Heat pump provisions in the energy bill

The Senate’s draft energy bill (S2829) covers a lot of ground. It reinvents the siting of energy facilities, supports expansion of vehicle charging stations, and makes important changes that may help gas companies shift towards providing networked geothermal heat.

The bill makes little change to our current MassSave programs for home insulation and heat pump installation. I agree with the implicit conclusion that our MassSave programs are moving roughly in the right direction for now.

There is one statutory change proposed relative to heat pumps that is critical to adopt in the current calendar year. It is necessary to preserve availability of heat pumps in Massachusetts. We need to conform with evolving federal laws governing heat pump refrigerants. Section 41 of the bill adds a new section to the building inspection chapter of the General Laws (Chapter 143):

Section 101. Notwithstanding any provision of the state building code, specialized code or any other general or special law or municipal ordinance to the contrary, refrigerants identified as an alternative for use pursuant to, and in accordance with, 42 U.S.C. 7671k shall be acceptable for use in the commonwealth.

Here is the background: Refrigerants are the working fluids that heat pumps compress and circulate to transfer heat. Every heat pump contains several pounds of refrigerant which flow back and forth between the indoor and outdoor components. The current generation of heat pumps use a refrigerant known as R-410A which is a mix of two chemicals — R-32 and R-125. Both appear to be non-toxic for household occupants, even if they leak. R-32 is a good refrigerant — i.e., its physical properties make it suitable for use in heat pumps — but it is flammable. R-125 is a so-so refrigerant, but a good flame retardant and it is added to make the mixture non-flammable.

Unfortunately, R-125 is a potent greenhouse gas — over 2000 times more potent than carbon dioxide. So, pursuant to international treaty obligations the EPA is implementing rules to phase it out. Heat pumps containing R-125 may not be imported into or manufactured in the United States after January 1, 2025 and may not be sold after January 1, 2026. The ready alternatives to R-410A are refrigerants which are mildly flammable, notably pure R-32. Current Massachusetts building code language authorizes the use only of refrigerants that are both non-toxic and non-flammable. The building code update cycle will not lead to a timely revision, so the language above is necessary to allow use of R-32 and other mildly flammable refrigerants that have been deemed safe alternatives under the federal law that governs transition away from chemicals that are ozone depleting and/or have high global warming potential.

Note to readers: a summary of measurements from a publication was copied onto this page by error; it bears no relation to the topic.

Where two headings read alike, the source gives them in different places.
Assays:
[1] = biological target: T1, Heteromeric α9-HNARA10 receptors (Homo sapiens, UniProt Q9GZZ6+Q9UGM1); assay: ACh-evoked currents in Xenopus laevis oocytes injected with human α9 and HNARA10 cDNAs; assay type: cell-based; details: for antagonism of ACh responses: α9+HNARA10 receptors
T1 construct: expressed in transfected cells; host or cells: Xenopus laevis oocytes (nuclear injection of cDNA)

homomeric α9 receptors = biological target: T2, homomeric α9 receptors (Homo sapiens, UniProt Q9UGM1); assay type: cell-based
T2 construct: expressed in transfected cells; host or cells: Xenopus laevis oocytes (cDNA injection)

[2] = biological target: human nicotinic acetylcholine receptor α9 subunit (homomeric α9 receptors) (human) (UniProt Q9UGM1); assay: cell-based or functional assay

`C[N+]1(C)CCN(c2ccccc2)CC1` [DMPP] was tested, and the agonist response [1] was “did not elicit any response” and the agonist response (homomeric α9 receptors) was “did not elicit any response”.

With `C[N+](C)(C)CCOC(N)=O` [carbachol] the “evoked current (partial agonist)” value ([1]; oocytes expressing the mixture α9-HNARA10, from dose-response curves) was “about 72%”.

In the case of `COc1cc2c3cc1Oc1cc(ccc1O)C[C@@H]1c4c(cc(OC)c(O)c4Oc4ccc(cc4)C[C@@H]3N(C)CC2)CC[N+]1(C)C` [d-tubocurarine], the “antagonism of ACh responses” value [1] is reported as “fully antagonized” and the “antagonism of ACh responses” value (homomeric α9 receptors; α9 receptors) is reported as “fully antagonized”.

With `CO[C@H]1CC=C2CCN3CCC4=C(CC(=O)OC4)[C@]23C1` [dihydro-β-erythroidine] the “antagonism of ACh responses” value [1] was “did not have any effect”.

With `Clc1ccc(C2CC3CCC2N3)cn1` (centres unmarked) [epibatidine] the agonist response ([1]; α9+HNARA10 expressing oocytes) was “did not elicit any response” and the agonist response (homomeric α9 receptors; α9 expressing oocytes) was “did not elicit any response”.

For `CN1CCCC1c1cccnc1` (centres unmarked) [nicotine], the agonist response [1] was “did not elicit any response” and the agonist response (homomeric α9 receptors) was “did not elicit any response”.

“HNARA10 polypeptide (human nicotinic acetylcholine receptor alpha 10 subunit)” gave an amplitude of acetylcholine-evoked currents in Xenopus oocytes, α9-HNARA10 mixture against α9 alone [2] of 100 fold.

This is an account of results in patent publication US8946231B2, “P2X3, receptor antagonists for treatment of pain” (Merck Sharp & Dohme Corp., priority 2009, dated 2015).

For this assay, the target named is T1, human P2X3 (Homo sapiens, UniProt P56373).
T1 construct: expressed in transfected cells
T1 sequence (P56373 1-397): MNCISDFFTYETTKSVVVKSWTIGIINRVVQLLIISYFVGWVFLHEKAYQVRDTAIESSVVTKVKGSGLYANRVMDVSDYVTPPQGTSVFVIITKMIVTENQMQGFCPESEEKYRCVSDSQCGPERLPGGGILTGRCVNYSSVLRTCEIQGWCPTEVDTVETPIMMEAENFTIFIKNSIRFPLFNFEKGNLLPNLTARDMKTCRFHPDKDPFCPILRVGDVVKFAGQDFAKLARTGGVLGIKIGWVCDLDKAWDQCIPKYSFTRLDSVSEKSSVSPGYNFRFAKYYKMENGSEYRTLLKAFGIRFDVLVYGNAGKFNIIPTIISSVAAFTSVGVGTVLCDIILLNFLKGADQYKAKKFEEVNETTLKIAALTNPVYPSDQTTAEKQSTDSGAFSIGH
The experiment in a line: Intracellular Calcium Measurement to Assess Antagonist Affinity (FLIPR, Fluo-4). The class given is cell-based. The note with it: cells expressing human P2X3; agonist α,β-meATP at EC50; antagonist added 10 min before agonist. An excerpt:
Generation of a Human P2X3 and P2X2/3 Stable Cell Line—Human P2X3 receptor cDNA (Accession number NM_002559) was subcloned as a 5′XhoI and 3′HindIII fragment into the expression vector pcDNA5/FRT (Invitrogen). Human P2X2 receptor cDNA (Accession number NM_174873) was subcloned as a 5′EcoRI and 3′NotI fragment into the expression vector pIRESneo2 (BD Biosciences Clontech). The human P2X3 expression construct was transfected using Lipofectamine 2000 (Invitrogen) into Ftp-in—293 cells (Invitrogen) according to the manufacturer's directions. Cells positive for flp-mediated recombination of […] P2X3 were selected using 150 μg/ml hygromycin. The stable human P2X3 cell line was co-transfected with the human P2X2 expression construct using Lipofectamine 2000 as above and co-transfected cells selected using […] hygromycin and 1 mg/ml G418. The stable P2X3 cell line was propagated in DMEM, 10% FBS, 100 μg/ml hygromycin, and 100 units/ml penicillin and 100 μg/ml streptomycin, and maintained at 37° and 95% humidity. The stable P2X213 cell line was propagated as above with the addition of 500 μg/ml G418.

Eventually, our building code will catch up with the evolution of the heat pump industry. In the interim, we will, in effect, be relying on federal policy and industry standards to assure the safe use of mildly flammable refrigerants. At a later date, this section may become unnecessary.

Additional background appears in the following posts on my site:

Published by Will Brownsberger

Will Brownsberger is State Senator from the Second Suffolk and Middlesex District.

5 replies on “Heat pump provisions in the energy bill”

  1. Thanks very much for this update/summary/explanation. It’s a confusing arena and hard to keep current with all that is happening at the state and federal level.

  2. When might the heat pump industry catch up with the building code? I assume there is a reason for the non-flammable requirement in the building code?

    1. It’s about the building code catching up with the industry and federal regulations — we have to move to slightly flammable refrigerants, and the building code needs to define how we can do that safely.

  3. It appears to be a battle of climate safety laws v/s fire safety laws. So if you already have a heat-pump installed, hope it doesn’t leak and needs to be recharged ever again. If not, reserve for replacement of your heating system again, choosing not to heat your house or taking your fossil fueled heater out of mothballs. This is going to be an interesting battle. I will be a spectator at this game on the sidelines. The laws of thermodynamics are always win.

Comments are closed.